“You can catch disease and illness, but you can’t catch health” were words I heard a speaker say and because of my profession they had a big impact on my perspective. They are so true. I don’t know anyone who hasn’t had to fight and have determined effort in order to achieve a greater level of health. What’s bad for us is often easy, but what is good we have to choose to do on purpose.
I’m going to say right up front that getting in shape, correcting posture, becoming stronger and reducing pain in your joints is not going to be a smooth process. I have found that facing this reality enables us to prepare and plan our strategies for handling the challenges we will face. I don’t think this is being pessimistic. It’s facing reality. There is a difference between knowing that a goal is going to be difficult to achieve and having a pessimistic attitude that it can’t be attained or that everything will go wrong. I’m talking about preparation and not pessimism. We all get up in the morning with a plan about what needs to be accomplished that day, yet we all know things may not go smoothly and we will have to adjust to changing circumstances. I know it’s not possible to plan for everything that will stand in our way, but knowing the road to better, more pain free health won’t be easy helps to give us perspective when the unexpected comes. I always tell my clients that there is more than one way to get up the mountain.
The mind is our most powerful tool as we climb the mountain to a pain free stronger body and we will have to battle our way to the top. All paths up are steep and rocky, but all can be traversed. It is interesting how the mind and body work together. I have found in myself and my clients that as one is strengthened it also strengthens the other, but both need to be worked. You cannot focus on only one and neglect the other. It is a team effort.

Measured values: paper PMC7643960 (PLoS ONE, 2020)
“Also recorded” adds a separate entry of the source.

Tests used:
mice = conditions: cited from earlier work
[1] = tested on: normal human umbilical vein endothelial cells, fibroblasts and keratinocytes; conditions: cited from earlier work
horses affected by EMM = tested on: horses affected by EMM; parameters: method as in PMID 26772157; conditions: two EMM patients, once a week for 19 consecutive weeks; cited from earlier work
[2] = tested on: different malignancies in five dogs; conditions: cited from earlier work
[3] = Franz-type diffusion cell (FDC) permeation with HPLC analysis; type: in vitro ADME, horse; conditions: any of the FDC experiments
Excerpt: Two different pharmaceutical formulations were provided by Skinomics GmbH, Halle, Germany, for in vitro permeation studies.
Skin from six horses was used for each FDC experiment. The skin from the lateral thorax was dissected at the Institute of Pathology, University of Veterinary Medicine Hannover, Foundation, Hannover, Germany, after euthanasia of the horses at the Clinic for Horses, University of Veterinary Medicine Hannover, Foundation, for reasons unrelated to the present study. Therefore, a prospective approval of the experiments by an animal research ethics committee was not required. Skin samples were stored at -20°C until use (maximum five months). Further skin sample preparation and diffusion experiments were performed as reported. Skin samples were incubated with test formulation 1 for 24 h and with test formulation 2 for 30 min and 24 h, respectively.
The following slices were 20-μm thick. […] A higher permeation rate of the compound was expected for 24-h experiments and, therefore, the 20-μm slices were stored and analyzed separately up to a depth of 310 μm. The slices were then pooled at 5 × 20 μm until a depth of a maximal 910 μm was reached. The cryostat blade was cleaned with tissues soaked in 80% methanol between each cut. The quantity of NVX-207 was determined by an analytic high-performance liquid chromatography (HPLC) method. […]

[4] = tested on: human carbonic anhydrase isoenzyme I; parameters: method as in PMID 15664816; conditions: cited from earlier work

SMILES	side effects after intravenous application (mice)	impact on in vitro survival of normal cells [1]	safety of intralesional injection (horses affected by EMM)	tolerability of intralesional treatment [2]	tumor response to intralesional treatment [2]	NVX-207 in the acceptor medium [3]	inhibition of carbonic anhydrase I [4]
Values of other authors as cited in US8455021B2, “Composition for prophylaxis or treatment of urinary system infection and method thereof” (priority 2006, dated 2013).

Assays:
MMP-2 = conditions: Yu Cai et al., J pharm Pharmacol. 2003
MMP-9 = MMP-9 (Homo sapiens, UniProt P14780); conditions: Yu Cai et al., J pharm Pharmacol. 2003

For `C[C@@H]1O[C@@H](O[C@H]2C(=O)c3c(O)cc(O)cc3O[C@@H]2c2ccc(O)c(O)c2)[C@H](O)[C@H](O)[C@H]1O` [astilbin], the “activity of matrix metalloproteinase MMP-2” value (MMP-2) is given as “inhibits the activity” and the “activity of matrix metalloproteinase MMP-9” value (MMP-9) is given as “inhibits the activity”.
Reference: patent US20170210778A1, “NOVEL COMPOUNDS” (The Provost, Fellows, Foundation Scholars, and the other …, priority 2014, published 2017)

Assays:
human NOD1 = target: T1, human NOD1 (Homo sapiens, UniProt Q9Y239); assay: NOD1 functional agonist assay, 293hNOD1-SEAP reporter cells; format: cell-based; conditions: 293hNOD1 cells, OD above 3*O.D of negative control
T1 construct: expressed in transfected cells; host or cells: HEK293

The very first step anyone needs to take is the step of responsibility. We cannot give that responsibility to anyone else. I tell people all the time that I am one piece in their health puzzle. My role may be bigger for some people, but it is never the whole answer. I am a consultant for them. They hire me to guide them and provide my expertise to develop appropriate programs for their needs, but I cannot do it for them. The responsibility is theirs.
After responsibility comes determination and the ability to endure. The way I see determination is that it is pure raw grit to keep going. The spine may be the backbone for the physical body, but determination is the backbone for the will. Mental and physical endurance is a quality that develops as a result of determination.
Next we have flexibility. As much as flexibility for the physical body is important, it is as important for the mind. We are going to have to find alternate ways to stay on track. Obstacles usually cause us to have to think out-of-the-box and find another way to achieve our goals.
Another component of success is gratitude. I think it is important to understand that our goals are never achieved in a vacuum. We always need some kind of help or support from someone else. Some people or situations will act as barriers, but there will also be people or situations that will support us. Focusing on the support we get rather than the problems helps to propel us forward instead of becoming emotionally trapped by the obstacle.
My clients have been through injuries, surgeries, chronic illness and emotional challenges. It has never been easy for any of them, but their sense of responsibility, determination, flexibility and gratitude is what helps to keep them going. I think these four qualities, and the levels to which they develop, work together and have a major impact on the success a person achieves.